Finding Nemo  
New Pixar Animation Finding Nemo Reviewed
Finding Nemo is the latest in a long line of box office hits from the animators at Pixar. Already smashing the record for the most successful opening weekend ever for an animated feature, it looks likely to beat The Matrix: reloaded as the most successful
film of the year in the US.

The film tells the moving and hilarious tale of a father son relationship between two clown fishes and their adventures as they fight to be reunited after Nemo, the son, is scooped from the ocean by a scuba diving dentist.

Imprisoned in a fish tank in a Sydney dental surgery Nemo makes new friends who give him hope that he will get back to the ocean and his father before he is handed over to the dentists fish murdering niece.

Meanwhile Nemo’s father is racing across the ocean along with Dory, a relentlessly jolly but dippy blue tang with a short-term memory problem. Along the way the pair find themselves accosted by sharks, deep sea angler fish and jellyfish and are helped on their way by sea turtles and a friendly pelican. Every one of these oceanic inhabitants are the most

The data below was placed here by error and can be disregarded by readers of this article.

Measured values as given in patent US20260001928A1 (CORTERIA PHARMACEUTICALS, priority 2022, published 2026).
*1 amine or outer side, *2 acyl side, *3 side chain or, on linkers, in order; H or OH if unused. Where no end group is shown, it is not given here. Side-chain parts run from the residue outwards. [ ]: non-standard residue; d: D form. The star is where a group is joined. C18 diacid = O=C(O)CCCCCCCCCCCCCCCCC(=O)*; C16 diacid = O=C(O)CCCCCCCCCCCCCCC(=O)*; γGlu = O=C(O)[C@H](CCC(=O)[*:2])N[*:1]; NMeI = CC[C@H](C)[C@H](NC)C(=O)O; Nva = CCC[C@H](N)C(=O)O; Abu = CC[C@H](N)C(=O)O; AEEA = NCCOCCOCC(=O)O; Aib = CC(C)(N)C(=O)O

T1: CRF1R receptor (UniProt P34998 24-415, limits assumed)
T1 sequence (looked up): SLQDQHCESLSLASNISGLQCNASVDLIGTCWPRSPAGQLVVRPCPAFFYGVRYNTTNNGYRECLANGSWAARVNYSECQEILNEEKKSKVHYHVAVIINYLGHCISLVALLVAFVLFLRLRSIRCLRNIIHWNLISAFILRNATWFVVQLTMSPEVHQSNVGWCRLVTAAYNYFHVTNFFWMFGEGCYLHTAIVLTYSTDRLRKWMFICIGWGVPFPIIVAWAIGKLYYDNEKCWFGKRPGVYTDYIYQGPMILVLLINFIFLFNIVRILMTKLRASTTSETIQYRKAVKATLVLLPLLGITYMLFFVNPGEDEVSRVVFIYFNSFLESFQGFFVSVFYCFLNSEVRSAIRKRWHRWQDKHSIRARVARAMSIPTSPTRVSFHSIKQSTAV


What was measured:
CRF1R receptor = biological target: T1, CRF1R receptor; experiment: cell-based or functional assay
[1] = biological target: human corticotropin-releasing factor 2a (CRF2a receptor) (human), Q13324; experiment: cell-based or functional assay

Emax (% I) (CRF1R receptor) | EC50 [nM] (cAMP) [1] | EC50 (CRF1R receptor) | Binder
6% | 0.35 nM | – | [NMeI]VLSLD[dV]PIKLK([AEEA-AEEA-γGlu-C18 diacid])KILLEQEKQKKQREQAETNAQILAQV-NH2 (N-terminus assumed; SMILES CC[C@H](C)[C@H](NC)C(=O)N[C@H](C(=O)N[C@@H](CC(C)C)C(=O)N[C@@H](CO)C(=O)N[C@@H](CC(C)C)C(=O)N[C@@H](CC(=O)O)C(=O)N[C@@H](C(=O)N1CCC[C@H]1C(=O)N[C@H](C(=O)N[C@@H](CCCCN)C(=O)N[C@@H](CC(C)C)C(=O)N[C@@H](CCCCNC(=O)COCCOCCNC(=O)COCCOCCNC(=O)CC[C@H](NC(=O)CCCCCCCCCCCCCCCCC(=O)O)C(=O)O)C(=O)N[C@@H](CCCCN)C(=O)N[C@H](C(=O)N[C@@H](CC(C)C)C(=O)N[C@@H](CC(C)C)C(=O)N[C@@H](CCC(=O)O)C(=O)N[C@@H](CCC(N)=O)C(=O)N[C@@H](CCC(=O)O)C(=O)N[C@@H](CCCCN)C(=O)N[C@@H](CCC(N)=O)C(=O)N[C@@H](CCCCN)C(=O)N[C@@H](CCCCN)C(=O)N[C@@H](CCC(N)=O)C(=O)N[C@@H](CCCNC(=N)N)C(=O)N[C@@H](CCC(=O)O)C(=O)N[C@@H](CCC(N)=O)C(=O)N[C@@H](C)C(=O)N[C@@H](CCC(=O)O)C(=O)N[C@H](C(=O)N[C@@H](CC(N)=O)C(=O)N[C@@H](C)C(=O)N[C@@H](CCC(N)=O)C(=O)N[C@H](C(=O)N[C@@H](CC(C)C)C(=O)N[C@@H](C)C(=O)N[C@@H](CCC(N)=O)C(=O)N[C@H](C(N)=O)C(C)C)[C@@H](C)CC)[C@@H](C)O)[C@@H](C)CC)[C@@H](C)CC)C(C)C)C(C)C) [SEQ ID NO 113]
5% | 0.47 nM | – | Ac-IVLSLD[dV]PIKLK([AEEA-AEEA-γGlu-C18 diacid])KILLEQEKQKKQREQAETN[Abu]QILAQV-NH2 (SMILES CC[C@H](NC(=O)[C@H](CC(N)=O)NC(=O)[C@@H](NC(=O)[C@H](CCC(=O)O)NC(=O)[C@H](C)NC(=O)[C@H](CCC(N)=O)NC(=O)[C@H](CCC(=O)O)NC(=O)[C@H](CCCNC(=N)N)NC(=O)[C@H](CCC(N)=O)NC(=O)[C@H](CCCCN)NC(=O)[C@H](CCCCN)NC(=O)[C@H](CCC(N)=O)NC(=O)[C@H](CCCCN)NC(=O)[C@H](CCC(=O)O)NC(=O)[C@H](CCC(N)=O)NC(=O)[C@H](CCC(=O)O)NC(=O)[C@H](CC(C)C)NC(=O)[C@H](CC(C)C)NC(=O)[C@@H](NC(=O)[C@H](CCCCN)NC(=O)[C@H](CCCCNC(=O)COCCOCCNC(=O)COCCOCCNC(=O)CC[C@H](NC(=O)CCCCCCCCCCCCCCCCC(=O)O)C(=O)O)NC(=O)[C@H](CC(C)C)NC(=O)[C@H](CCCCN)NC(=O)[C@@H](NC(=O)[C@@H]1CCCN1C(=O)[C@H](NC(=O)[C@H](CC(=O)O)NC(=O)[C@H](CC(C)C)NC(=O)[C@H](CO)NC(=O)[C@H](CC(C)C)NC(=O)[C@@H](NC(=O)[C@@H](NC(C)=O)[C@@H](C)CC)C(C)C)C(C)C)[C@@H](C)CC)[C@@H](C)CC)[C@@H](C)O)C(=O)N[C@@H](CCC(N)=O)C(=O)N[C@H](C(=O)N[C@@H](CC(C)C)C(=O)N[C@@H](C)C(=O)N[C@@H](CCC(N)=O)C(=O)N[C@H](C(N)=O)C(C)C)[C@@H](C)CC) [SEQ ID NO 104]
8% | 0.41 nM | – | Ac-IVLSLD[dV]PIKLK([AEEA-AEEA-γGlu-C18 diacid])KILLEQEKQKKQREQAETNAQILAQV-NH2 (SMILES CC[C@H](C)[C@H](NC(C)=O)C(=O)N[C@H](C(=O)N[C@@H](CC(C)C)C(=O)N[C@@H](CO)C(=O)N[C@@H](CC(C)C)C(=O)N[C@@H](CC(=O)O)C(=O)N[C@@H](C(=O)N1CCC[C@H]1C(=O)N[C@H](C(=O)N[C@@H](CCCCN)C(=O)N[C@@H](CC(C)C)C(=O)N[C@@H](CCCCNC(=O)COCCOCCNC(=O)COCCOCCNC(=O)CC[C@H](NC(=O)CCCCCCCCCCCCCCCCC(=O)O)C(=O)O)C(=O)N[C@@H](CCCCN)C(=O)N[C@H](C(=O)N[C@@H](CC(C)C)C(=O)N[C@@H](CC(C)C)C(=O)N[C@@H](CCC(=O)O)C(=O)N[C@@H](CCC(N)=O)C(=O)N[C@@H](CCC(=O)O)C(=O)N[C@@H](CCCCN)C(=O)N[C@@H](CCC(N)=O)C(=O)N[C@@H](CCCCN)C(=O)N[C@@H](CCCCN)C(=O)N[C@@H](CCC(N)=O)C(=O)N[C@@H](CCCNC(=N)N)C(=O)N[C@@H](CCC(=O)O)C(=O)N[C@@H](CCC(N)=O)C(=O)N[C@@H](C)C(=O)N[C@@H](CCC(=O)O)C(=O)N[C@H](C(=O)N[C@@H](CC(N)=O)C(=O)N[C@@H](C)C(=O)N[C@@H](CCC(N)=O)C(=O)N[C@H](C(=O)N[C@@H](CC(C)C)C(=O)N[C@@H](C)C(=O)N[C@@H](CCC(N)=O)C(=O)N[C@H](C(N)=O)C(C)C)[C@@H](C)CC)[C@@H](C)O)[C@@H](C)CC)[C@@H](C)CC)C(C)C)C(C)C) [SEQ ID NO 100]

charming and loveable characters and help to make this film a guaranteed classic.

It is a measure of the quality of Pixar’s storytelling that the digital animation serves only to enhance it. The film looks stunning; water, clouds of sand and ripples are perfectly rendered, shoaling fish with iridescent skins and the undersea plant life are utterly convincing.

But it is without doubt the characterisation and heart-warming story that propel the film along. Switching from a belly laugh to fear and sadness in the blink of an eye, ‘Finding Nemo’ pushes and pulls you like a tidal current through to its happy conclusion.

Neil McFarland

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